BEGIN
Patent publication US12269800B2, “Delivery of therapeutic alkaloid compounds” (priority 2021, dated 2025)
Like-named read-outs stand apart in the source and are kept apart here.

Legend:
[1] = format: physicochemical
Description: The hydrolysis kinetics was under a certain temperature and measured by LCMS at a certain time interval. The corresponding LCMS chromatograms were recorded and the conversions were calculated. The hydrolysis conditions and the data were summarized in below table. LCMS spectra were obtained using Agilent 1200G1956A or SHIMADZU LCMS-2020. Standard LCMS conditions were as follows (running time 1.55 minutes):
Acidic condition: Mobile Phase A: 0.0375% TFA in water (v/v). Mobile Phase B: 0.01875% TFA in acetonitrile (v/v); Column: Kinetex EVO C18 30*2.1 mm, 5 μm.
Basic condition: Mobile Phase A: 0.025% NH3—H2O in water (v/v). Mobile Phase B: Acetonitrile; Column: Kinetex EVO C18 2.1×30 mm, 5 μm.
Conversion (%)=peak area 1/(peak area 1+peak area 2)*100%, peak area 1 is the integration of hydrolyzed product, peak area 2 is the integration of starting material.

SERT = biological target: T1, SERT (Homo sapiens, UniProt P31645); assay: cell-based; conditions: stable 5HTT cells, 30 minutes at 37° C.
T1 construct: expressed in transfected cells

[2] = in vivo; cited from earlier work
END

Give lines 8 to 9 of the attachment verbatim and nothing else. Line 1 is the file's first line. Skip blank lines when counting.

Conversion (%)=peak area 1/(peak area 1+peak area 2)*100%, peak area 1 is the integration of hydrolyzed product, peak area 2 is the integration of starting material.

SERT = biological target: T1, SERT (Homo sapiens, UniProt P31645); assay: cell-based; conditions: stable 5HTT cells, 30 minutes at 37° C.